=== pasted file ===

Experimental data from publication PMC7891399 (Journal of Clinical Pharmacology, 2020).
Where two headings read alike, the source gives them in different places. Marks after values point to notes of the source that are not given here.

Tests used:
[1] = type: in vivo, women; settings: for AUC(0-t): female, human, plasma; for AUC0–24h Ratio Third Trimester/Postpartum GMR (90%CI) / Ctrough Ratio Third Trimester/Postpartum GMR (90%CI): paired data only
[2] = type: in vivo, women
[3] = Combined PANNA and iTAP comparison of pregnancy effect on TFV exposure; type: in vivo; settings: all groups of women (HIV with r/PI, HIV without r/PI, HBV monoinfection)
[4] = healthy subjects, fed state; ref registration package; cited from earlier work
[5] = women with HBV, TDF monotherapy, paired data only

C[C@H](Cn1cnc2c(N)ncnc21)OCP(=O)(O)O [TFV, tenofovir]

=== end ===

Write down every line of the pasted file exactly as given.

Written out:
Experimental data from publication PMC7891399 (Journal of Clinical Pharmacology, 2020).
Where two headings read alike, the source gives them in different places. Marks after values point to notes of the source that are not given here.

Tests used:
[1] = type: in vivo, women; settings: for AUC(0-t): female, human, plasma; for AUC0–24h Ratio Third Trimester/Postpartum GMR (90%CI) / Ctrough Ratio Third Trimester/Postpartum GMR (90%CI): paired data only
[2] = type: in vivo, women
[3] = Combined PANNA and iTAP comparison of pregnancy effect on TFV exposure; type: in vivo; settings: all groups of women (HIV with r/PI, HIV without r/PI, HBV monoinfection)
[4] = healthy subjects, fed state; ref registration package; cited from earlier work
[5] = women with HBV, TDF monotherapy, paired data only

C[C@H](Cn1cnc2c(N)ncnc21)OCP(=O)(O)O [TFV, tenofovir]